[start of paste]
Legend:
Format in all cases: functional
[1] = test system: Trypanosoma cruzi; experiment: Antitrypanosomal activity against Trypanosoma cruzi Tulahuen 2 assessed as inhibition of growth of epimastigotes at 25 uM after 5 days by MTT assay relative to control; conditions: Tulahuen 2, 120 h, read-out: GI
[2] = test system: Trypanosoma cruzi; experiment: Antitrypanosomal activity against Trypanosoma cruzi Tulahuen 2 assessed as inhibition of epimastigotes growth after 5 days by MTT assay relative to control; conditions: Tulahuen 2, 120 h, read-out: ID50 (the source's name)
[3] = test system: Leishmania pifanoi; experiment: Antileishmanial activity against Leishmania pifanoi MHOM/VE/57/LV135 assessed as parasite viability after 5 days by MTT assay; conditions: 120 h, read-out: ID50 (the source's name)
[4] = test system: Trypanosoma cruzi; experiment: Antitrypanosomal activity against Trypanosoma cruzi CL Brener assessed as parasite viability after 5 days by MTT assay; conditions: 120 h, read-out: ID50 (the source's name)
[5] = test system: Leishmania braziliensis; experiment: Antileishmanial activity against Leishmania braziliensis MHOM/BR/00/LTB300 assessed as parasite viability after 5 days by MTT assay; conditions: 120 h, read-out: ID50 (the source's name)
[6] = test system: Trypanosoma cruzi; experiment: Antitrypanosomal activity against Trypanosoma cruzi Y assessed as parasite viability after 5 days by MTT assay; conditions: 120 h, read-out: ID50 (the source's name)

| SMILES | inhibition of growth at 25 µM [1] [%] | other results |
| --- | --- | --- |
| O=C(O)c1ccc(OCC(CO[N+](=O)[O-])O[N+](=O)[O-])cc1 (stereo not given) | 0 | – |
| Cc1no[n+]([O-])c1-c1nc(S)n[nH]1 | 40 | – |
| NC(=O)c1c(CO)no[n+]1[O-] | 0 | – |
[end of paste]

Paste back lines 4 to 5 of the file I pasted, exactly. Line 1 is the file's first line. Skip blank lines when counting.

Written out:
[2] = test system: Trypanosoma cruzi; experiment: Antitrypanosomal activity against Trypanosoma cruzi Tulahuen 2 assessed as inhibition of epimastigotes growth after 5 days by MTT assay relative to control; conditions: Tulahuen 2, 120 h, read-out: ID50 (the source's name)
[3] = test system: Leishmania pifanoi; experiment: Antileishmanial activity against Leishmania pifanoi MHOM/VE/57/LV135 assessed as parasite viability after 5 days by MTT assay; conditions: 120 h, read-out: ID50 (the source's name)